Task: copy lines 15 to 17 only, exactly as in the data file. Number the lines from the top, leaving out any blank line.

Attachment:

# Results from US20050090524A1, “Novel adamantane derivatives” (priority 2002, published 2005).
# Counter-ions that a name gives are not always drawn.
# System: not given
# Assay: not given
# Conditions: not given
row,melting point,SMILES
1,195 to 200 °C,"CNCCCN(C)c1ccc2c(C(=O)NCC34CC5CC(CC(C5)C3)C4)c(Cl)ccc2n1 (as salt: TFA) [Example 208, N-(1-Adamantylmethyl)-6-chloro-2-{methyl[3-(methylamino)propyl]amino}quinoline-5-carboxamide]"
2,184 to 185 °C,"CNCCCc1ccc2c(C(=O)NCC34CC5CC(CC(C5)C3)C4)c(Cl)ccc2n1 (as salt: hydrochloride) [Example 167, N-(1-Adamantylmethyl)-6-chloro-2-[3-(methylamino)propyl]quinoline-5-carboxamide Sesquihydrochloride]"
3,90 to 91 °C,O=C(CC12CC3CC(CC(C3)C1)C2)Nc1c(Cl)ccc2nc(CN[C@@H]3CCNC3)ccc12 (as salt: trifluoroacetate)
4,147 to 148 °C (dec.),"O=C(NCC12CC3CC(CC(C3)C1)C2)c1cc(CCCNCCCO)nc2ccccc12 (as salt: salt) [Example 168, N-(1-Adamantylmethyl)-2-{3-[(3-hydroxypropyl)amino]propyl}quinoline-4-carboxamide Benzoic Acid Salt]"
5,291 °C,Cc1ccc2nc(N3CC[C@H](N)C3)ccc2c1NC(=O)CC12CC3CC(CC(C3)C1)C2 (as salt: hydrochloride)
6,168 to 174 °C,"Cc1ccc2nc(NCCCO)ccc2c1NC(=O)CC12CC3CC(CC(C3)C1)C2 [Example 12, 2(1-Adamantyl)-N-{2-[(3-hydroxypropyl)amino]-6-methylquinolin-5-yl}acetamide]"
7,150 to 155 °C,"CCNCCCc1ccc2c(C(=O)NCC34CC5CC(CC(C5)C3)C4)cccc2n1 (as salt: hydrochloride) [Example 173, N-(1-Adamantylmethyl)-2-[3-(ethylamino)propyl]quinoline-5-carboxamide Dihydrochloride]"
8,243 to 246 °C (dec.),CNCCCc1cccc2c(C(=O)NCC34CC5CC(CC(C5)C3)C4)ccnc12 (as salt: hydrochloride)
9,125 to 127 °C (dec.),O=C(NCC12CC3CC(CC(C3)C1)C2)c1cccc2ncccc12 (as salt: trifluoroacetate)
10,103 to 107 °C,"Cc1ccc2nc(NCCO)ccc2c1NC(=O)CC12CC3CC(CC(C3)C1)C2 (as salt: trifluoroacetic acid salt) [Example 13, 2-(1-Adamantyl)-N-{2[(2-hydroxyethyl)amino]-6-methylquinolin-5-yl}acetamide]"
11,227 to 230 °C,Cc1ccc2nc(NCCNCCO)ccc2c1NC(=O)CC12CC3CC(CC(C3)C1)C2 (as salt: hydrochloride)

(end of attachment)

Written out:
9,125 to 127 °C (dec.),O=C(NCC12CC3CC(CC(C3)C1)C2)c1cccc2ncccc12 (as salt: trifluoroacetate)
10,103 to 107 °C,"Cc1ccc2nc(NCCO)ccc2c1NC(=O)CC12CC3CC(CC(C3)C1)C2 (as salt: trifluoroacetic acid salt) [Example 13, 2-(1-Adamantyl)-N-{2[(2-hydroxyethyl)amino]-6-methylquinolin-5-yl}acetamide]"
11,227 to 230 °C,Cc1ccc2nc(NCCNCCO)ccc2c1NC(=O)CC12CC3CC(CC(C3)C1)C2 (as salt: hydrochloride)